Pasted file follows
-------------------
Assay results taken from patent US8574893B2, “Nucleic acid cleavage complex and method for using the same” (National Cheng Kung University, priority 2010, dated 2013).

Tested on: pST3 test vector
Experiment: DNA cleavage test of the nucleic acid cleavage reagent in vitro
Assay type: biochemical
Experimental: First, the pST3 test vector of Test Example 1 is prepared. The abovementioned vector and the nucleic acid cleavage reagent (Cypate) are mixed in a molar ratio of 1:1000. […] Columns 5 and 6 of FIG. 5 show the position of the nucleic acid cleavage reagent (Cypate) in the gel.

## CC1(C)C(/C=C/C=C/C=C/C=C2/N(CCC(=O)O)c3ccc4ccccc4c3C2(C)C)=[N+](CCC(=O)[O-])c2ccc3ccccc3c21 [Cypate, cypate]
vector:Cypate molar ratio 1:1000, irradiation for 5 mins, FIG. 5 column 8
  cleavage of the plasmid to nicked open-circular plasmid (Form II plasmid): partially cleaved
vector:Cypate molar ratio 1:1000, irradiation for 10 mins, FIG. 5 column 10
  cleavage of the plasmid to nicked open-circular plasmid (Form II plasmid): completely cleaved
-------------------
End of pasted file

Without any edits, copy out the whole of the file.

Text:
Assay results taken from patent US8574893B2, “Nucleic acid cleavage complex and method for using the same” (National Cheng Kung University, priority 2010, dated 2013).

Tested on: pST3 test vector
Experiment: DNA cleavage test of the nucleic acid cleavage reagent in vitro
Assay type: biochemical
Experimental: First, the pST3 test vector of Test Example 1 is prepared. The abovementioned vector and the nucleic acid cleavage reagent (Cypate) are mixed in a molar ratio of 1:1000. […] Columns 5 and 6 of FIG. 5 show the position of the nucleic acid cleavage reagent (Cypate) in the gel.

## CC1(C)C(/C=C/C=C/C=C/C=C2/N(CCC(=O)O)c3ccc4ccccc4c3C2(C)C)=[N+](CCC(=O)[O-])c2ccc3ccccc3c21 [Cypate, cypate]
vector:Cypate molar ratio 1:1000, irradiation for 5 mins, FIG. 5 column 8
  cleavage of the plasmid to nicked open-circular plasmid (Form II plasmid): partially cleaved
vector:Cypate molar ratio 1:1000, irradiation for 10 mins, FIG. 5 column 10
  cleavage of the plasmid to nicked open-circular plasmid (Form II plasmid): completely cleaved